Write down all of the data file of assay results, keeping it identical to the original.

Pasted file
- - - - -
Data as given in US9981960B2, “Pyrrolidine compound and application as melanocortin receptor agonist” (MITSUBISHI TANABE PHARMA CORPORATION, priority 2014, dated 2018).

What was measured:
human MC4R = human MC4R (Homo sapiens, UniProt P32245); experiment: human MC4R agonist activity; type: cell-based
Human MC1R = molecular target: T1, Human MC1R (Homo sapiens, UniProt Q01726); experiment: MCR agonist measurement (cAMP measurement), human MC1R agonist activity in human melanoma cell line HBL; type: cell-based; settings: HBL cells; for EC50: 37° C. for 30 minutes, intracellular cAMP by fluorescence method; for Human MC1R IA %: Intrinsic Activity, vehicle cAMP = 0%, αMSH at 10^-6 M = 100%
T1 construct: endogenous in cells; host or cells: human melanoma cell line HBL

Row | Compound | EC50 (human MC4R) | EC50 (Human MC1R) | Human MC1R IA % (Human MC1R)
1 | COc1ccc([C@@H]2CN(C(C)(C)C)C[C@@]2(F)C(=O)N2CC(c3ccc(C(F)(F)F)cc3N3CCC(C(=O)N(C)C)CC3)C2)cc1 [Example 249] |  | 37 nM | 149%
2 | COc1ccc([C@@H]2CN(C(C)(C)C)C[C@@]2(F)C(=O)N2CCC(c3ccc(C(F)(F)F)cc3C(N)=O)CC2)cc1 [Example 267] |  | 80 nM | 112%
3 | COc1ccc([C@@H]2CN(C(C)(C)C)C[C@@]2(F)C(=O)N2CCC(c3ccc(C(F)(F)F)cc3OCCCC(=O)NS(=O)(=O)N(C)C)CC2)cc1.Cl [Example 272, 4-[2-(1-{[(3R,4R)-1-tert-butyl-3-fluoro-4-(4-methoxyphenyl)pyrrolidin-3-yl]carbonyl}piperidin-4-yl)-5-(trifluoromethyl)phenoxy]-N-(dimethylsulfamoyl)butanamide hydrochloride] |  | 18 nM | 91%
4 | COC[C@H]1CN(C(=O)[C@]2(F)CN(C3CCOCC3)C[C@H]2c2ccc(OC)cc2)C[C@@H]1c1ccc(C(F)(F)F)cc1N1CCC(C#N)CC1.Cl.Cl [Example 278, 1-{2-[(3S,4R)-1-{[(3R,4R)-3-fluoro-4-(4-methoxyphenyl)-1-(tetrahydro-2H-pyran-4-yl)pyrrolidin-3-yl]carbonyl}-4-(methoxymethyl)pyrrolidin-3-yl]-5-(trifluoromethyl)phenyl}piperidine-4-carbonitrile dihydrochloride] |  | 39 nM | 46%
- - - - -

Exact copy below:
Data as given in US9981960B2, “Pyrrolidine compound and application as melanocortin receptor agonist” (MITSUBISHI TANABE PHARMA CORPORATION, priority 2014, dated 2018).

What was measured:
human MC4R = human MC4R (Homo sapiens, UniProt P32245); experiment: human MC4R agonist activity; type: cell-based
Human MC1R = molecular target: T1, Human MC1R (Homo sapiens, UniProt Q01726); experiment: MCR agonist measurement (cAMP measurement), human MC1R agonist activity in human melanoma cell line HBL; type: cell-based; settings: HBL cells; for EC50: 37° C. for 30 minutes, intracellular cAMP by fluorescence method; for Human MC1R IA %: Intrinsic Activity, vehicle cAMP = 0%, αMSH at 10^-6 M = 100%
T1 construct: endogenous in cells; host or cells: human melanoma cell line HBL

Row | Compound | EC50 (human MC4R) | EC50 (Human MC1R) | Human MC1R IA % (Human MC1R)
1 | COc1ccc([C@@H]2CN(C(C)(C)C)C[C@@]2(F)C(=O)N2CC(c3ccc(C(F)(F)F)cc3N3CCC(C(=O)N(C)C)CC3)C2)cc1 [Example 249] |  | 37 nM | 149%
2 | COc1ccc([C@@H]2CN(C(C)(C)C)C[C@@]2(F)C(=O)N2CCC(c3ccc(C(F)(F)F)cc3C(N)=O)CC2)cc1 [Example 267] |  | 80 nM | 112%
3 | COc1ccc([C@@H]2CN(C(C)(C)C)C[C@@]2(F)C(=O)N2CCC(c3ccc(C(F)(F)F)cc3OCCCC(=O)NS(=O)(=O)N(C)C)CC2)cc1.Cl [Example 272, 4-[2-(1-{[(3R,4R)-1-tert-butyl-3-fluoro-4-(4-methoxyphenyl)pyrrolidin-3-yl]carbonyl}piperidin-4-yl)-5-(trifluoromethyl)phenoxy]-N-(dimethylsulfamoyl)butanamide hydrochloride] |  | 18 nM | 91%
4 | COC[C@H]1CN(C(=O)[C@]2(F)CN(C3CCOCC3)C[C@H]2c2ccc(OC)cc2)C[C@@H]1c1ccc(C(F)(F)F)cc1N1CCC(C#N)CC1.Cl.Cl [Example 278, 1-{2-[(3S,4R)-1-{[(3R,4R)-3-fluoro-4-(4-methoxyphenyl)-1-(tetrahydro-2H-pyran-4-yl)pyrrolidin-3-yl]carbonyl}-4-(methoxymethyl)pyrrolidin-3-yl]-5-(trifluoromethyl)phenyl}piperidine-4-carbonitrile dihydrochloride] |  | 39 nM | 46%